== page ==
The 2021 NFL Draft starts on Thursday, April 29. As a lead-up to the draft, we’ll be giving a team-by-team breakdown for positional needs. For each team, we’ll give an overview of the current depth chart and how big of a need each position in the upcoming draft. You can find the rest of the team needs (as they’re updated) and the rest of our draft content in the 2021 NFL Draft hub.

Miami Dolphins 2021 DRAFT PICKS OVERVIEW

Round 1 (6)
Round 1 (18)
Round 2 (36)
Round 2 (50)
Round 3 (81)
Round 5 (156)
Round 7 (231)
Round 7 (258)

Miami Dolphins Offense

By Rich Hribar


Tua Tagovailoa
Jacoby Brissett*
Reid Sinnett

Miami made a controversial change over to Tua Tagovailoa after their Week 7 bye last season and the results were a complete mixed bag. 

On one hand, Miami posted a 6-3 record in Tagovailoa’s nine starts, but on the other hand, they also pulled him from two games during that span while the rookie had plenty of his own struggles. It also did not help the imprint of Tagovailoa’s rookie season that Justin Herbert was selected one pick after and had so much rookie season success. 

Tagovailoa managed just 6.3 yards per pass attempt (37th) with 11 touchdown passes. Entering an offseason with no workouts and coming off a major injury, we did not even know if Tagovailoa would play as a rookie and the Dolphins only gave him marginal surrounding help.

Tua’s top receivers on the season were Mike Gesicki (29 receptions), Lynn Bowden (27), DeVante Parker (23), and Jakeem Grant (21). We are still left with questioning how much Alabama’s supreme talent depth at receiver played a role in elevating Tagovailoa as a prospect, but Miami’s moves this offseason signal they do not see him as an immediate sunk cost and are committed to giving him more assets in year two.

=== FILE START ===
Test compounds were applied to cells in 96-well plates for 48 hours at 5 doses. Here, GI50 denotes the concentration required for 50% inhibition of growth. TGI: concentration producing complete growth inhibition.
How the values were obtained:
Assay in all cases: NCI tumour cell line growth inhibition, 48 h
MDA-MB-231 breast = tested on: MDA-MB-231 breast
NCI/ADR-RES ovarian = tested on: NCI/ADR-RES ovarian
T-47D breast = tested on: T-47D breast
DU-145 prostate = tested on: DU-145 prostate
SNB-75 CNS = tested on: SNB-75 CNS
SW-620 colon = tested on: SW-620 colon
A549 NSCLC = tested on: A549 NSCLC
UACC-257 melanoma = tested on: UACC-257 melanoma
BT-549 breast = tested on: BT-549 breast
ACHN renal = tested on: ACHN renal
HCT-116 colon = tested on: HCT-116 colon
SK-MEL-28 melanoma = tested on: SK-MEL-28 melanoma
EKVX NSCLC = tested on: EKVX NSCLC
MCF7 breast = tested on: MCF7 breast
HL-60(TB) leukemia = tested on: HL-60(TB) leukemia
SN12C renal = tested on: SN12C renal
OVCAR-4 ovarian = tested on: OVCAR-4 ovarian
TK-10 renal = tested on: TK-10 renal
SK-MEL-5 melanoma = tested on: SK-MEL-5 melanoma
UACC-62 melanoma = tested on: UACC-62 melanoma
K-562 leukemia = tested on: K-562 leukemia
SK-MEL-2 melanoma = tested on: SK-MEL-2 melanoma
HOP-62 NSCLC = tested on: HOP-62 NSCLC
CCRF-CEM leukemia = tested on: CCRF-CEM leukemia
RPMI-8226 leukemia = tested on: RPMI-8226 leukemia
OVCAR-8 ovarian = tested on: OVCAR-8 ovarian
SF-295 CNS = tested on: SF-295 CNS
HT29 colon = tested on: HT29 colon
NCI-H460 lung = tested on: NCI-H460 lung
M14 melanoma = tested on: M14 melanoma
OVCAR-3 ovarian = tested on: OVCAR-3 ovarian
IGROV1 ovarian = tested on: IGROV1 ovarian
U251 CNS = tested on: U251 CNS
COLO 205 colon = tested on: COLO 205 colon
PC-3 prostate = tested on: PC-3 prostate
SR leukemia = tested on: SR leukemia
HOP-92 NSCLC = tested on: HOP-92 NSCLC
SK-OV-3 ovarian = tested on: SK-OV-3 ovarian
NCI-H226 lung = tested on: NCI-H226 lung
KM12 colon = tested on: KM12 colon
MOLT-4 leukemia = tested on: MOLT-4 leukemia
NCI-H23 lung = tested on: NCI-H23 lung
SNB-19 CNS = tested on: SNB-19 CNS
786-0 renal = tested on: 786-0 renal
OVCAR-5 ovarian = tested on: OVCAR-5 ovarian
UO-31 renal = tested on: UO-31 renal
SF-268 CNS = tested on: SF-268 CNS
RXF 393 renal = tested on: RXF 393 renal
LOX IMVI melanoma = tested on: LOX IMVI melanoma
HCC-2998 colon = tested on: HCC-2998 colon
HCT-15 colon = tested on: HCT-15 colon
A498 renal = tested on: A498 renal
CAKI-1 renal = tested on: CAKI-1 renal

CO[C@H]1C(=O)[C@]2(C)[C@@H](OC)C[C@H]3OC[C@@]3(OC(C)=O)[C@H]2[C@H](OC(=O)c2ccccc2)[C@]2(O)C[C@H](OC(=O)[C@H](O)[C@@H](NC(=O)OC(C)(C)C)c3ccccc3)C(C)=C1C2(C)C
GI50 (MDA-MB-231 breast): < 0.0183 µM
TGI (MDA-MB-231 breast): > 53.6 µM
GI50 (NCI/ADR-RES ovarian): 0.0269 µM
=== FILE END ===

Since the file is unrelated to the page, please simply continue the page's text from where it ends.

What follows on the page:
The team added veteran Jacoby Brissett on a one-year deal behind Tagovailoa to give them their quarterback pairing for the offseason. They could potentially add a late-round rookie to compete as the QB3, but would be better off using the draft capital elsewhere.  


Myles Gaskin
Malcolm Brown*
Salvon Ahmed
Patrick Laird
Jordan Scarlett

The Dolphins came out of 2020 ranking 29th in expected points added via their rushing game (-19.9 points). While their backfield ranked just 23rd in touches (24.9) per game, they were 18th in yards from scrimmage per game (123.3 yards) and 14th in yards per touch (5.0 yards). 

Myles Gaskin was a surprise hit for Miami. Despite signing Jordan Howard in free agency and then trading for Matt Breida during the NFL Draft last offseason, it was Gaskin who led the Miami backfield. In 10 games played, Gaskin turned 183 touches into 972 yards and five scores. His 18.3 touches per game were ninth at the position while his 97.2 yards per game were 10th. Effective in the passing game, Gaskin was fifth at the position with 4.1 receptions per game while his 9.5 yards per reception were second among all running backs with 20 or catches on the year.

Gaskin is making under $1 million in each of the next two seasons and was pacing for over 1,500 yards from scrimmage over a full 16 games, but there is a fragility to Gaskin’s commitment from the organization. Gaskin is a smaller-framed back at 200-pounds back who converted just 3-of-9 carries inside of the 5-yard line. That role could go to a bigger body in 2021. 

The team also did add a bigger body to the fold by signing Malcolm Brown on a one-year deal. To start his career, Brown has converted 8-of-15 carries inside of the 5-yard line for touchdowns. 

Miami also got production when needed from Salvon Ahmed, who had 128 yards on 24 touches when pressed into action as a starter. Ahmed is an exclusive rights free agent after 2021. 

The Dolphins are once again a popular hotspot for projecting a rookie back to land. They were in a similar position a year ago where everyone assumed they would add a top backfield prospect and they went the old-fashioned Patriots route of piecemealing the position. Already showing they can squeeze production going that route, they do not need to go all-in on a top running back early if they can get improved offensive line play.